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5.01.102 Sunitinib (Sutent)

Medical Policy
Prescription Drug
Original Policy Date
Last Review Status/Date
Reviewed with literature/5:2008
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Sunitinib (Sutent®, Pfizer) is an orally administered inhibitor of protein tyrosine kinases associated with the intracellular portions of certain transmembrane receptor molecules. It targets the tyrosine kinase activity of more than one receptor, with effects that depend on each cell type's receptor repertoire. Inhibiting these intracellular tyrosine kinases blocks signal transduction after a growth factor, cytokine, or other ligand binds to the receptor's extracellular domain. In different cell types, this can inhibit tumor growth, metastasis, or angiogenesis (growth of new blood vessels). Sinutinib was approved by the U.S. Food and Drug Administration (FDA) via its accelerated drug approval process for the treatment of advanced renal cell carcinoma and also for treatment of gastrointestinal stromal tumor (GIST) after disease progression on or intolerance to imatinib mesylate (Gleevec®, Novartis).


Use of sunitinib may be considered medically necessary for the treatment of
advanced renal cell carcinoma (RCC)* and
gastrointestinal stromal tumors (GIST) after disease progression on or intolerance to imatinib.*
Use of sunitinib is considered investigational for all other oncologic indications including, but not limited to treatment of breast cancer, coloretal cancer, or non-small-cell lung cancer (NSCLC); or as adjuvant therapy for resected RCC.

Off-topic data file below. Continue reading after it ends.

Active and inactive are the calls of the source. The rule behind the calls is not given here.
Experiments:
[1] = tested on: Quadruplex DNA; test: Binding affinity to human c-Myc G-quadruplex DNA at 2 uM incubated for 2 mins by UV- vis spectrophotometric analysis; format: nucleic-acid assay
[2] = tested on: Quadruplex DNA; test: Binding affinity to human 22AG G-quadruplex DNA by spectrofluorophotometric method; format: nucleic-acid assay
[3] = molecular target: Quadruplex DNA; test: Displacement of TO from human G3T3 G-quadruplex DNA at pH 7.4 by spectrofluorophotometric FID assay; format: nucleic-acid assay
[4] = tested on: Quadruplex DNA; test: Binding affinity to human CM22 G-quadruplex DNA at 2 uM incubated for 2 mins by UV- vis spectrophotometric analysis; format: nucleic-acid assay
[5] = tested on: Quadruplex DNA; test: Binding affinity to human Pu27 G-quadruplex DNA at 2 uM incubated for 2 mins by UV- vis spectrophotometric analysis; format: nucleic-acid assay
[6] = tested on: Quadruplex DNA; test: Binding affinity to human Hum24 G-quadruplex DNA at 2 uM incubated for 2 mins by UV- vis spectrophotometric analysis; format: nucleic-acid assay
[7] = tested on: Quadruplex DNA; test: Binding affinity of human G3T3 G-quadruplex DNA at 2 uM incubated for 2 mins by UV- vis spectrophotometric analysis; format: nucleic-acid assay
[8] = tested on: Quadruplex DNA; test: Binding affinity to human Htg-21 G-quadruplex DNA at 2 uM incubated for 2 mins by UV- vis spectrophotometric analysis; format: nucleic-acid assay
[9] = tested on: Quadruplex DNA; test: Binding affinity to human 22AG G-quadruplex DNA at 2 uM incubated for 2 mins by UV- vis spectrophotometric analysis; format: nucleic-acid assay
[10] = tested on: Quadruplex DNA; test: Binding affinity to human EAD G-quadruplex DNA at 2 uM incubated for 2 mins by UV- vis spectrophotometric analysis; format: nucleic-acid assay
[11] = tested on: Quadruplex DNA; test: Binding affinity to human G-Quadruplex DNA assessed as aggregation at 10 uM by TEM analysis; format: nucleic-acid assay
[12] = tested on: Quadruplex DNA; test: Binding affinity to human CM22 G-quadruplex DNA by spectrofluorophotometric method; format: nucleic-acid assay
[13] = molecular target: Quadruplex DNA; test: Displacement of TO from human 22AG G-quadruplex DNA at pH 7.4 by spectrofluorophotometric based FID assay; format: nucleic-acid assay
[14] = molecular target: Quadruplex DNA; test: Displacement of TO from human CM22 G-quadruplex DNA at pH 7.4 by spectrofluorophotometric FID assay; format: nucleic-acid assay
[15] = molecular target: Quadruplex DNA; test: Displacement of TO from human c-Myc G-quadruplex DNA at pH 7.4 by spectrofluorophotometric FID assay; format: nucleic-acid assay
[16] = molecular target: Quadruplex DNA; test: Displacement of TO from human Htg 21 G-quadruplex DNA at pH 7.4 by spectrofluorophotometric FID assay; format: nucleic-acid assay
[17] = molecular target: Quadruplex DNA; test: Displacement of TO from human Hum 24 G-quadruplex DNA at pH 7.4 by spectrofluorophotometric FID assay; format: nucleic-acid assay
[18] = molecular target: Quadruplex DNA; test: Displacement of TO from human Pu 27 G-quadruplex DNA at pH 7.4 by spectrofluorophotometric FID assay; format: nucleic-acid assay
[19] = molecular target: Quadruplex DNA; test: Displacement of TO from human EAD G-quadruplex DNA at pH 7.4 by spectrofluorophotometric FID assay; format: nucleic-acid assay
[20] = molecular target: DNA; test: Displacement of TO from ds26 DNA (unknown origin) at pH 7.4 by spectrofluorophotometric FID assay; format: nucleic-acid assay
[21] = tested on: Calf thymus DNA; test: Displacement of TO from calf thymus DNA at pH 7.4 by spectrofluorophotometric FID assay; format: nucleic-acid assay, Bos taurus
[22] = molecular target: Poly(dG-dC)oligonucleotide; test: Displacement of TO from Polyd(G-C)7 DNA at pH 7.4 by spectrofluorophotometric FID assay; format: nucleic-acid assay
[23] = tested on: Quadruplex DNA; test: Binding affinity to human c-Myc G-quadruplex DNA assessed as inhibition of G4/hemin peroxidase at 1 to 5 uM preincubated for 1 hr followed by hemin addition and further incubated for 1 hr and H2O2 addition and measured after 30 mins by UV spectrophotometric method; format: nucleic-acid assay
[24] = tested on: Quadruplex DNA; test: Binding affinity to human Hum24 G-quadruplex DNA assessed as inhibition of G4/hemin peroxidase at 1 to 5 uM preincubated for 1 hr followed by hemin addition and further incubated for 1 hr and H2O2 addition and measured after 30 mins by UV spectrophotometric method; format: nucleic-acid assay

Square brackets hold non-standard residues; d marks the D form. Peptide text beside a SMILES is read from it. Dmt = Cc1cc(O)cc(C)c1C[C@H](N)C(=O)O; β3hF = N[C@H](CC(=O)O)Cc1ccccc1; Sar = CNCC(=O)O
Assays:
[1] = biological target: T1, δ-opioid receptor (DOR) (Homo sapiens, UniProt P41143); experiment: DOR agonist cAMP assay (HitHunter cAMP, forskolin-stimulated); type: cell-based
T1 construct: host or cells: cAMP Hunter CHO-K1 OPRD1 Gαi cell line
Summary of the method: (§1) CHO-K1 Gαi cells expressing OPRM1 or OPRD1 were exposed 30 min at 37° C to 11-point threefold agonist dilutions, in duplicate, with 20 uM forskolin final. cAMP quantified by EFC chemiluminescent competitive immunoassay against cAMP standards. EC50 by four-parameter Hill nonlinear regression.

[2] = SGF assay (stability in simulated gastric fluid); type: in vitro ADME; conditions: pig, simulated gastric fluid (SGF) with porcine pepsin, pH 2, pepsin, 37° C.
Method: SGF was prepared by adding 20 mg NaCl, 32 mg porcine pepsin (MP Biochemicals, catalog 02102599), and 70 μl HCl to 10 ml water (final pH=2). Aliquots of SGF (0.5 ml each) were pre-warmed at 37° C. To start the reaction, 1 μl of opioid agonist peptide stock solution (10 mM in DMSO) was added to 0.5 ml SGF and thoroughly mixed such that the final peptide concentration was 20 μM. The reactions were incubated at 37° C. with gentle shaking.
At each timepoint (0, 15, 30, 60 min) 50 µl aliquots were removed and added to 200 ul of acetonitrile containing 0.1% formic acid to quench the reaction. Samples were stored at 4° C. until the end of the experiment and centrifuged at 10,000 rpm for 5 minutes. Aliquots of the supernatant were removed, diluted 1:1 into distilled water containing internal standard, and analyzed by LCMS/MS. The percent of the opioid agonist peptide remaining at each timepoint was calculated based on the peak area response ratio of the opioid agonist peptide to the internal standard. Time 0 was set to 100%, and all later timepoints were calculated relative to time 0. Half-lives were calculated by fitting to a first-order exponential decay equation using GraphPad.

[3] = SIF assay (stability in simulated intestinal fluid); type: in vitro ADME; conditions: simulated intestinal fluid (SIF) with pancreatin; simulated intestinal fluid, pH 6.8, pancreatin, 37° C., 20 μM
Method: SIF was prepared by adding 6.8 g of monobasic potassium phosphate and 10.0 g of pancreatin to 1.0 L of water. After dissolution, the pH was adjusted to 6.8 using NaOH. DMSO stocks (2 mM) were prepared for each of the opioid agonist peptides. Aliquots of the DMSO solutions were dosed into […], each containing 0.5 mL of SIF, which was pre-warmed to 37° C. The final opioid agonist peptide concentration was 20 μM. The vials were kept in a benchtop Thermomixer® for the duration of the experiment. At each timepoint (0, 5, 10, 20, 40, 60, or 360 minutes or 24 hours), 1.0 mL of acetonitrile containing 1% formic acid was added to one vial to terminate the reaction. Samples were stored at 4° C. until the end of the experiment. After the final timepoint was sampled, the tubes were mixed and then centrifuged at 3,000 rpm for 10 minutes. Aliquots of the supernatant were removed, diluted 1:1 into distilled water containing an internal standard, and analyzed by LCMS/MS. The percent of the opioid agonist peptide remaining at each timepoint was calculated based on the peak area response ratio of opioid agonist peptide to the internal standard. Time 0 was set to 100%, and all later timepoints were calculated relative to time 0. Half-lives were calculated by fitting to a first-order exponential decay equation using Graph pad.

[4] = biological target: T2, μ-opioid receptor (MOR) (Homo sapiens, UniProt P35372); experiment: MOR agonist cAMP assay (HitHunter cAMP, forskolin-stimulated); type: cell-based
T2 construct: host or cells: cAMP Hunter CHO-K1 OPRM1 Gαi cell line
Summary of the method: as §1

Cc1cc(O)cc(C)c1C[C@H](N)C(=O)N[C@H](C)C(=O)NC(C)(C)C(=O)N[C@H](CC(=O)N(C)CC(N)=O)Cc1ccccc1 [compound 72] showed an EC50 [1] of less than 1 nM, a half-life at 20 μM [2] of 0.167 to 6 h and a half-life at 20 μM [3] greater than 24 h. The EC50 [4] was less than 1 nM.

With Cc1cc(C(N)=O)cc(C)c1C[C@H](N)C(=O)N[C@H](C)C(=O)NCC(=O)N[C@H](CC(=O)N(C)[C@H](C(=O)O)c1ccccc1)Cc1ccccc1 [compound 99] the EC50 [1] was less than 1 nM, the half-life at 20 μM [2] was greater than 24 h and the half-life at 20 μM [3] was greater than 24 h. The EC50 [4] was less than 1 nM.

*FDA approved indications
Off-label use will be evaluated in consonance with the Blue Cross of Idaho off-label use policy. 5.01.01

Policy Guidelines

Benefit Application

BlueCard/National Account Issues

State and federal mandates (e.g., FEP) requiring coverage of FDA-approved drugs may supersede this policy.


The policy is based on a 2007 TEC Assessment of off-label indications of sunitinib and sorafenib, a literature search using MEDLINE®, and Sutent® product labeling information for FDA-approved indications.

Renal Cell Carcinoma

For the FDA-approved indiciation of advanced renal cell carcinoma (also referred to in the product information as metastatic renal cell carcinoma or "MRCC"), a randomized, international, multicenter study was conducted in 750 patients with treatment-naïve MRCC. (1) This study compared progression-free survival (PFS) in those receiving sunitinib ('n=375) to those receiving interferon alfa ('n=375). Patients were randomized 1:1 to receive either 50mg of sunitinib once daily on a schedule of 4 weeks in therapy, 2 weeks off ("Schedule 4/2") or to receive 9 million IU of interferon alfa administered subcutaneously 3 times weekly. Prior treatment included nephrectomy in approximately 90% of patients and radiotherapy in 14% of patients (in both trial arms). At a planned interim, intention-to-treat analysis, a statistically significant advantage for sunitinib was found over interferon alfa assessed by blinded core radiology laboratory. Median PFS was 47.3 (95% CI: 42.6-50.7) versus 22.0 (95% CI: 3.3-8.1), for the experimental and control groups, respectively (both comparisons statistically significant b O'Brien-Fleming stopping boundary and Pearson Chi-square, respectively). Data on overall survival were not mature at the time of interim analysis. This study was subsequently published in the peer-reviewed literature. (2)

The product information (1) also provides data from two single-arm multicenter studies ('n=106, n=63) of single-agent sunitinib in patients with cytokine-refractory MRCC (defined as disease progression on or unacceptable treatment-related toxicity from interferon alfa, interleukin-2, or a combination of the two). ORR as assessed by blinded core radiology laboratory for Study 1 ('n=106) was 34% (95% CI: 24.7-49.6%). These trials were also published subsequently in the peer-reviewed literature. (3,4)

Gastrointestinal Stromal Tumors